Route 92 Medical has today announced the publication of a retrospective, first-in-human study featuring its FreeClimb 70 reperfusion system in the journal Interventional Neuroradiology. The study, conducted across five US centres and one international site, reports “impressive” M1 first-pass effect (FPE) results, with no procedural complications, and illustrates the system’s efficiency, as per a company press release.
“The FreeClimb 70 reperfusion system’s performance in this study confirms its potential to enhance patient outcomes significantly,” said Fabio Settecase (Sutter West Bay Medical Group, San Francisco, USA), the lead author on the study. “Its rapid delivery, effectiveness and safety profile, combined with its efficiency, make it an exceptional advancement in stroke intervention technology.”
The FreeClimb 70 reperfusion system, which received US Food and Drug Administration 510(k) clearance in April 2023, is the first fully integrated solution designed around Route 92’s Tenzing 7 delivery catheter. The system’s advanced design eliminates the ‘ledge effect’ commonly found in large-bore catheters, and offers “superior navigation and predictable access” to occluded distal vessels—typically without the need for a guidewire—according to the company.
The newly published study included 30 consecutive patients and showed an M1 FPE of 61%—which Route 92 claims is one of the highest endovascular thrombectomy FPE rates ever published. The FreeClimb 70 reperfusion system demonstrated a 100% success rate in navigating to the occlusion site, with a median time of only 12 minutes from groin puncture to first pass.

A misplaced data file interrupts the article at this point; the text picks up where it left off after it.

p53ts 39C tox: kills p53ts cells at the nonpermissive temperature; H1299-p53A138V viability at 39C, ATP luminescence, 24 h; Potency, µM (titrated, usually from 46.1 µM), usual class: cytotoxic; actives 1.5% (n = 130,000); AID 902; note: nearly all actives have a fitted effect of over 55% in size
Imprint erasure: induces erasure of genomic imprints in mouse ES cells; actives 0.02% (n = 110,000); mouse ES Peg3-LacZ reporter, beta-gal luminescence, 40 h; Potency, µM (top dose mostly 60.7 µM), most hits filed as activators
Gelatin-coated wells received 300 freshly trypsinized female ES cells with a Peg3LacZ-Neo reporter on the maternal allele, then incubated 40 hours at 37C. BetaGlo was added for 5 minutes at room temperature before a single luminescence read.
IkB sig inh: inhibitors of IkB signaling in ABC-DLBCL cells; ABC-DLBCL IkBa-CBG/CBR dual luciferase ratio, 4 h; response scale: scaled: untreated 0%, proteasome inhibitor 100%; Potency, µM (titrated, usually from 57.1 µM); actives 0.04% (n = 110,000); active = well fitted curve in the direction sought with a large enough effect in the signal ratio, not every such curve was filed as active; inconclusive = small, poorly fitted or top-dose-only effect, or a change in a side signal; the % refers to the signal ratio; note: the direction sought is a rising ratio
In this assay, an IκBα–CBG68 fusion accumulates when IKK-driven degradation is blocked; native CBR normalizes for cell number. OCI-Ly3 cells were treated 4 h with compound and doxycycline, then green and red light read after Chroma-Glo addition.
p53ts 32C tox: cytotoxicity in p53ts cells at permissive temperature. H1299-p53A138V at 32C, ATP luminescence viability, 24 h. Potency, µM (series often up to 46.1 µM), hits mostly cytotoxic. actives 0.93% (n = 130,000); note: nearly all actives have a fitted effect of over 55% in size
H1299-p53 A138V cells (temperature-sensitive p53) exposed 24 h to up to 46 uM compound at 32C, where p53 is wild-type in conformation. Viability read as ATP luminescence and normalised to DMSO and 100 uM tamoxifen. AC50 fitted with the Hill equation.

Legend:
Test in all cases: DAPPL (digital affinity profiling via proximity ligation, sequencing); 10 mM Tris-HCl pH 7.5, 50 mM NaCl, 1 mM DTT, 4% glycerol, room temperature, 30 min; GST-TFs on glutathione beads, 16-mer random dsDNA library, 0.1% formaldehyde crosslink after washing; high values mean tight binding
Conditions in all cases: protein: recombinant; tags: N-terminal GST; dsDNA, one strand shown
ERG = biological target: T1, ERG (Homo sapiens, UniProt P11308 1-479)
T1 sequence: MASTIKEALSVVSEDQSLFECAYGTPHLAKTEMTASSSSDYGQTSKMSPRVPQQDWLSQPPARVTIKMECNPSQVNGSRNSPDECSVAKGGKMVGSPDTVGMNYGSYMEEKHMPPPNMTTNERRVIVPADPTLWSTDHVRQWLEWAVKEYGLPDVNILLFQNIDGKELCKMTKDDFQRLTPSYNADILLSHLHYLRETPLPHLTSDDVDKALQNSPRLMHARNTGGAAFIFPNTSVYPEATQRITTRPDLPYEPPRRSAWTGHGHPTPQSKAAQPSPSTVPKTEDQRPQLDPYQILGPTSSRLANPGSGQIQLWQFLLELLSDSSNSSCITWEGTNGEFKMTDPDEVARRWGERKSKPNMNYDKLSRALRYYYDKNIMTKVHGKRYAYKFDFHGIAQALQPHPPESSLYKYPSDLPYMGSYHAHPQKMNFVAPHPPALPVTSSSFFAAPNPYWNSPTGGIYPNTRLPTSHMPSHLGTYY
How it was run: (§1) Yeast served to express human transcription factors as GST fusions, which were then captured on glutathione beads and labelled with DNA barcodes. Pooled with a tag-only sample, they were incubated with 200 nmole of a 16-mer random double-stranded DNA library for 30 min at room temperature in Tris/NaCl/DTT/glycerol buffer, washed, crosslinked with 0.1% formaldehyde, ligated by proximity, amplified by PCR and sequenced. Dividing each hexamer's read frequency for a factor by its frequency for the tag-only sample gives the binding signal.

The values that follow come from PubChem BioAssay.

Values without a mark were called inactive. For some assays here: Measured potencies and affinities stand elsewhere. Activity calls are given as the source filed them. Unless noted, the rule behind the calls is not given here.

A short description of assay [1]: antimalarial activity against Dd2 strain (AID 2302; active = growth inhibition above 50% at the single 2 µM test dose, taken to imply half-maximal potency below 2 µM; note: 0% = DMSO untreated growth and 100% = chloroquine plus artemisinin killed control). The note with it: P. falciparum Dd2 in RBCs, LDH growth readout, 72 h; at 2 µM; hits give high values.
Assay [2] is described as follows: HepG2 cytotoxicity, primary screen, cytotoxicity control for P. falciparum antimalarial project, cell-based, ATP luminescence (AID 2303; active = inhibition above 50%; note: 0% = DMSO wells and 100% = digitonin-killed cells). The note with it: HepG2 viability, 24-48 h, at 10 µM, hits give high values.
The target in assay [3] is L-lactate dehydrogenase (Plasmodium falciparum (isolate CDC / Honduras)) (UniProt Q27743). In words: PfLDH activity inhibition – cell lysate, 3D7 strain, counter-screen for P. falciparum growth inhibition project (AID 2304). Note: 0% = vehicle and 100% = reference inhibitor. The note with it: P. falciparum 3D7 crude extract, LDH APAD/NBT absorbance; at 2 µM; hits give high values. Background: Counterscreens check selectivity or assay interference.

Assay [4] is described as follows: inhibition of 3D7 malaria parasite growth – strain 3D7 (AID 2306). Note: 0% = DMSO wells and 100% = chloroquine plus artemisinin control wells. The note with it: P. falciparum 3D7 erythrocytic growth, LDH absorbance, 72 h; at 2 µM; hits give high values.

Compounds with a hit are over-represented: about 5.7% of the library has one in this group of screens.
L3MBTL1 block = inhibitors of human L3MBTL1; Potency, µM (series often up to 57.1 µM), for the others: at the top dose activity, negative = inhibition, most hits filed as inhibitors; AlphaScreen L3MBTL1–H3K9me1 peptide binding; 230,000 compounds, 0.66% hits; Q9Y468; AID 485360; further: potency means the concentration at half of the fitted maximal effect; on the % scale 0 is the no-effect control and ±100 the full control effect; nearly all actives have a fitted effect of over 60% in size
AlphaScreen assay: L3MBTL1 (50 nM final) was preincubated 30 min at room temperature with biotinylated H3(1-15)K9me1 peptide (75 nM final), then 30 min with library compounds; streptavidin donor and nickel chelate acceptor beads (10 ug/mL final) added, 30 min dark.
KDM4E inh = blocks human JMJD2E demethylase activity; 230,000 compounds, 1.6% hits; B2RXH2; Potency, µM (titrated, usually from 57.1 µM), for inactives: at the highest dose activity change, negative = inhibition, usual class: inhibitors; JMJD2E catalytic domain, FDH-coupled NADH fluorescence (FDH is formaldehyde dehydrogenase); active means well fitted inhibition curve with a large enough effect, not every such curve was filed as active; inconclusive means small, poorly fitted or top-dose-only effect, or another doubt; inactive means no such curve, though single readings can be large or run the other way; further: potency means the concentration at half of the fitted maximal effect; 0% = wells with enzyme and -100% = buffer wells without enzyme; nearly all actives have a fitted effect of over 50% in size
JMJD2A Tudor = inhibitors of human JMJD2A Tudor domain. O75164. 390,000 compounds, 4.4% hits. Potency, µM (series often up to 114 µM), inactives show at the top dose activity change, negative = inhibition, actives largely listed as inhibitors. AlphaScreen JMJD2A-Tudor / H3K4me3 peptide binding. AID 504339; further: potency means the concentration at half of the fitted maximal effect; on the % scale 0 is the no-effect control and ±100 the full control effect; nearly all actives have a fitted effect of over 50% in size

In this early clinical experience with Tenzing, additional support or anchoring devices like stent retrievers were not needed to deliver the aspiration catheter to the target, helping to reduce procedure costs. Notably, 70% of cases did not require a leading guidewire to advance the Tenzing to the occlusion. Typically, with Tenzing use, there is no guidewire delivery past the occlusion to fragile distal anatomy. Minimising guidewire use highlights the system’s ability to enhance stroke treatment while potentially reducing risks like vessel perforation and dissection, the company’s recent release states.
“Route 92 Medical is focused on refining stroke intervention with a suite of solutions designed to simplify endovascular thrombectomy procedures and ultimately improve patient outcomes,” said Tony Chou, CEO of Route 92. “The results from this publication studying the FreeClimb 70 reperfusion system are a testament to our ability to develop and commercialise devices that improve upon the standard of care, and raise the bar for stroke intervention.”